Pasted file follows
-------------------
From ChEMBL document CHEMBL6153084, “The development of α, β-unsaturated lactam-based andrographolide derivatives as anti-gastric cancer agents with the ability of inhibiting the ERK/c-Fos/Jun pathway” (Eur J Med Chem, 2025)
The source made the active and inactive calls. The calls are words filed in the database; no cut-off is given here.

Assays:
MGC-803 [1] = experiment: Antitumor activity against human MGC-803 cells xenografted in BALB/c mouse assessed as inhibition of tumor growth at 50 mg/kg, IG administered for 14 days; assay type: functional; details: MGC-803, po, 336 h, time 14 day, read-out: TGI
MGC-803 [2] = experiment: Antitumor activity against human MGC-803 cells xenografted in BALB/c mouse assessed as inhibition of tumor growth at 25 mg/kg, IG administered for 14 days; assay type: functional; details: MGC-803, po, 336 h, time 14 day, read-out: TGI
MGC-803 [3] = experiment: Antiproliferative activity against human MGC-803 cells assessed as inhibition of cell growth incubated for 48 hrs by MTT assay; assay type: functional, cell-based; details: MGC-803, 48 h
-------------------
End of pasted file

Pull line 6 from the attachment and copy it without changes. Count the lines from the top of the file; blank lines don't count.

MGC-803 [3] = experiment: Antiproliferative activity against human MGC-803 cells assessed as inhibition of cell growth incubated for 48 hrs by MTT assay; assay type: functional, cell-based; details: MGC-803, 48 h